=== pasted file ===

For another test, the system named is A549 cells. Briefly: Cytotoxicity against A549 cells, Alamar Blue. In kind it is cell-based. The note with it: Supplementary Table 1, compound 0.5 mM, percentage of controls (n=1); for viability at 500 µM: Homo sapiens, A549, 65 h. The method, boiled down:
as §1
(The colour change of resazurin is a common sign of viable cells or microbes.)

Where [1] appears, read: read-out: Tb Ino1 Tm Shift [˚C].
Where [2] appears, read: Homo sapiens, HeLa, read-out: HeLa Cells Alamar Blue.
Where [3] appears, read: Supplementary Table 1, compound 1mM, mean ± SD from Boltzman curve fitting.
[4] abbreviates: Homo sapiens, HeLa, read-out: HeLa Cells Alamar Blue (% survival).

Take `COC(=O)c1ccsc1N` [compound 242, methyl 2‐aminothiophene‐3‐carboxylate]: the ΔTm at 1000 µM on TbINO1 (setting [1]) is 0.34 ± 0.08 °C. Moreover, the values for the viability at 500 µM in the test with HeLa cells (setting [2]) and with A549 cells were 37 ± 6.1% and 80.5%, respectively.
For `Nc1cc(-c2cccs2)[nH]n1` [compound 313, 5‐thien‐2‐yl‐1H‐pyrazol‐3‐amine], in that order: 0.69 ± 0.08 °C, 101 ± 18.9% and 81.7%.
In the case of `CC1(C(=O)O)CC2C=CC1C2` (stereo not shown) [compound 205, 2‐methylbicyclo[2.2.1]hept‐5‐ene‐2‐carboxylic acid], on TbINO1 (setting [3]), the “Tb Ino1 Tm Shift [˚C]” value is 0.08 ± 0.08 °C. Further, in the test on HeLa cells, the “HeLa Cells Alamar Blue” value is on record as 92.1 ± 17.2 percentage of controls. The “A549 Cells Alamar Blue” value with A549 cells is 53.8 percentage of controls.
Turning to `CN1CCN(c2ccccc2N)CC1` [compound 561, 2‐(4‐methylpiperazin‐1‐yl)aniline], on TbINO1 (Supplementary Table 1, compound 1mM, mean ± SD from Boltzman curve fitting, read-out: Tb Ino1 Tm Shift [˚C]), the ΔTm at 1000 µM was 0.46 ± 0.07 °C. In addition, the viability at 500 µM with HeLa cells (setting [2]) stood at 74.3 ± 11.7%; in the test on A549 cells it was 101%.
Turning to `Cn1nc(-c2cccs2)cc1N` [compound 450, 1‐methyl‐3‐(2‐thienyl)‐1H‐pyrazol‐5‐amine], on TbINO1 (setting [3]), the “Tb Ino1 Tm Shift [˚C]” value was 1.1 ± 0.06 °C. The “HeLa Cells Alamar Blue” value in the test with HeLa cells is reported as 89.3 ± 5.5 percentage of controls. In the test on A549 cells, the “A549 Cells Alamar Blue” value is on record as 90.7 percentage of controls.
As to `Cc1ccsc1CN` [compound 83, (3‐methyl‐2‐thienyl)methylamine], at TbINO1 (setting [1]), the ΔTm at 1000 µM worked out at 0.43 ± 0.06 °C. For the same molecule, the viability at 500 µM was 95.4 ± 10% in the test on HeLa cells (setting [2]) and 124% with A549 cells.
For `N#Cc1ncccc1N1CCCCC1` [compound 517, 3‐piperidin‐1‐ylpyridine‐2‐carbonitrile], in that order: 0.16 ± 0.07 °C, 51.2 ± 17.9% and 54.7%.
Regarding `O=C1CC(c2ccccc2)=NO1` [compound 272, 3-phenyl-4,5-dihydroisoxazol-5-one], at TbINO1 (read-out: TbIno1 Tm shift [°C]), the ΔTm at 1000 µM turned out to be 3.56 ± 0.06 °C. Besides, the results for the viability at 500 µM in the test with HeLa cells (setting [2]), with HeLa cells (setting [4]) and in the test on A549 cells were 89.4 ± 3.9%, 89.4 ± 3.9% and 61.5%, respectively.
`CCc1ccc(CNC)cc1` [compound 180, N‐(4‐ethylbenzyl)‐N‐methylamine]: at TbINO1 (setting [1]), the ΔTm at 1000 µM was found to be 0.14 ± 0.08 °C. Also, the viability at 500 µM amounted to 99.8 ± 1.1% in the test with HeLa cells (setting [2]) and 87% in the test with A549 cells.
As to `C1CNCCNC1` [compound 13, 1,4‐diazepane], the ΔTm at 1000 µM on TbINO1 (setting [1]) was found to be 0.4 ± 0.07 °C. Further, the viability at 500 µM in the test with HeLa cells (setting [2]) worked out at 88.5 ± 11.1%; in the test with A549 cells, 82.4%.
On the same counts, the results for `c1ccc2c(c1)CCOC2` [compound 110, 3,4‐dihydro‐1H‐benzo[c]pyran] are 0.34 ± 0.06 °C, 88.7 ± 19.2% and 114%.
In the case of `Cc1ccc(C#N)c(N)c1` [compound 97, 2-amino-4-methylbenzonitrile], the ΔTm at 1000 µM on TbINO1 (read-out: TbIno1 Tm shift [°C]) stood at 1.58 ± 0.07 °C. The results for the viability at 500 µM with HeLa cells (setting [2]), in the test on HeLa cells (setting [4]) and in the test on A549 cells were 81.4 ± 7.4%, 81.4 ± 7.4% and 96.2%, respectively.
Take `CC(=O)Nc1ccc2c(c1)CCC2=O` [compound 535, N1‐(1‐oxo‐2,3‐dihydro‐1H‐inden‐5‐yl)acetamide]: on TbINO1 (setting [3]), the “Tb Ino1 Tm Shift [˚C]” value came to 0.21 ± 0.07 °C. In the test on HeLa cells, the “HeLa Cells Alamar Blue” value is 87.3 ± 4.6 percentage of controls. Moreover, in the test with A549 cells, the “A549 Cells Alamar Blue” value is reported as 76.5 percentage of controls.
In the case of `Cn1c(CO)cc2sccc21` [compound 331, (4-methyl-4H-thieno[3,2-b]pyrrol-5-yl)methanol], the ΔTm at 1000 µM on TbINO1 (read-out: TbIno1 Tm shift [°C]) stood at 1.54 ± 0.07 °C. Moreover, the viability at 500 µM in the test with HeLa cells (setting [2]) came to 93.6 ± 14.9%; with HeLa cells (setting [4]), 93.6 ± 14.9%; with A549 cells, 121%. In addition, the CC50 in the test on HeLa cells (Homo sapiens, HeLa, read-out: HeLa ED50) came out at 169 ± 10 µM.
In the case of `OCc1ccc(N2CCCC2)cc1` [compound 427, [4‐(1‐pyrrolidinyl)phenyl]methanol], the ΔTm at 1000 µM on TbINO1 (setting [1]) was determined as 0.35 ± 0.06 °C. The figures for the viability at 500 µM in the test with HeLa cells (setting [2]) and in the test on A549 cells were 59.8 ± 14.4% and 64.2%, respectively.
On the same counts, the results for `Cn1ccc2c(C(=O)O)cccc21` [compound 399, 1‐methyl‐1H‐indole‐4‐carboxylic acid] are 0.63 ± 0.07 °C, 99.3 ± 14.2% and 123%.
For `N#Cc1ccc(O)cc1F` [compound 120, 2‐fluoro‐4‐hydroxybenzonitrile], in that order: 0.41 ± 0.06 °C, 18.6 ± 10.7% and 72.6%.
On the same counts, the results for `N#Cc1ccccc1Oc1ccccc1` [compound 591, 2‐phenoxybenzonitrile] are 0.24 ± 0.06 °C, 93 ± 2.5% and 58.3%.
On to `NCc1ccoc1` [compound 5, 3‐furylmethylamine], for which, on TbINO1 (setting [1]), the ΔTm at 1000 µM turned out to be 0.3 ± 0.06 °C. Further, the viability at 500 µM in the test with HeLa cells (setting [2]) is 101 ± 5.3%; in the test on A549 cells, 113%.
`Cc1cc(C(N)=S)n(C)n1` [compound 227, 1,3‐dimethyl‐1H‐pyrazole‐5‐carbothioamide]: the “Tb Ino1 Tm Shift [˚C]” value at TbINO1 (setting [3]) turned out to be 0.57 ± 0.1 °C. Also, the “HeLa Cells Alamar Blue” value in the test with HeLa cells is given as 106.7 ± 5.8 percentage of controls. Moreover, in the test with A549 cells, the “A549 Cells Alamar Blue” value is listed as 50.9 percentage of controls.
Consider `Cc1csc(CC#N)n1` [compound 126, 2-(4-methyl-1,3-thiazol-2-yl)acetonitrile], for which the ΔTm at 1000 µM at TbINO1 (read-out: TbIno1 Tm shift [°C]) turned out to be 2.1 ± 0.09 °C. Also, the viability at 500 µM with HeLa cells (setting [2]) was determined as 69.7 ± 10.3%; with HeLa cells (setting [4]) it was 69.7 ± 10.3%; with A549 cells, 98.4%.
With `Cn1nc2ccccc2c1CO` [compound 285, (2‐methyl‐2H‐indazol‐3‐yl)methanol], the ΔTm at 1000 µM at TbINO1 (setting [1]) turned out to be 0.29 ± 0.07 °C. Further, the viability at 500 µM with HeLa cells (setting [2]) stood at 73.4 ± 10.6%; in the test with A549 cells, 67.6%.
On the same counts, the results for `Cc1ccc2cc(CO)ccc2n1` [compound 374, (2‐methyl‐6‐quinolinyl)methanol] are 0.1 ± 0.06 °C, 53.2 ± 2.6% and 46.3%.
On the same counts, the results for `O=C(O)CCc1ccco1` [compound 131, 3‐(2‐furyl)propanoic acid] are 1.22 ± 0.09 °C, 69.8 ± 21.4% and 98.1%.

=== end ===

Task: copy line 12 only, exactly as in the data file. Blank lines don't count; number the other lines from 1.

Turning to `Cn1nc(-c2cccs2)cc1N` [compound 450, 1‐methyl‐3‐(2‐thienyl)‐1H‐pyrazol‐5‐amine], on TbINO1 (setting [3]), the “Tb Ino1 Tm Shift [˚C]” value was 1.1 ± 0.06 °C. The “HeLa Cells Alamar Blue” value in the test with HeLa cells is reported as 89.3 ± 5.5 percentage of controls. In the test on A549 cells, the “A549 Cells Alamar Blue” value is on record as 90.7 percentage of controls.